ABSTRACT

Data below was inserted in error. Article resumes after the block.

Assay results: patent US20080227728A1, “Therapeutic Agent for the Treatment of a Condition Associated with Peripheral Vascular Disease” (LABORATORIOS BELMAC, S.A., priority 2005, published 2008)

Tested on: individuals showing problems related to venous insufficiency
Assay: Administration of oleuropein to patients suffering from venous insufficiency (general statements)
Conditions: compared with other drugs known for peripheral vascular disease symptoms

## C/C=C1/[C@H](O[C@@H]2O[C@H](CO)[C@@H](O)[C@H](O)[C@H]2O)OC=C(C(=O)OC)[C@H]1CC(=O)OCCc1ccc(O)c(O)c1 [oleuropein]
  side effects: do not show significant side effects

Driven from their homelands by the bleak winds of a Second World War, countless uprooted Europeans escaped to America, Not since the French Revolution had so many talented, prosperous, and well-educated refugees gathered in New York at the same moment in history. Together they managed to reproduce a civilization in microcosm as artists, aristocrats, teachers, bankers, businessmen, and other representatives of a disrupted society reconvened in a foreign land where friendly natives welcomed them with warmth. Their presence contributed greatly to the status of New York, establishing the city once and for all as the cultural capital of a disjointed world, yet at the same time, the refugees' arrival stirred some ambivalent feelings—how long could Washington keep us out of this war, how long could the English stand alone?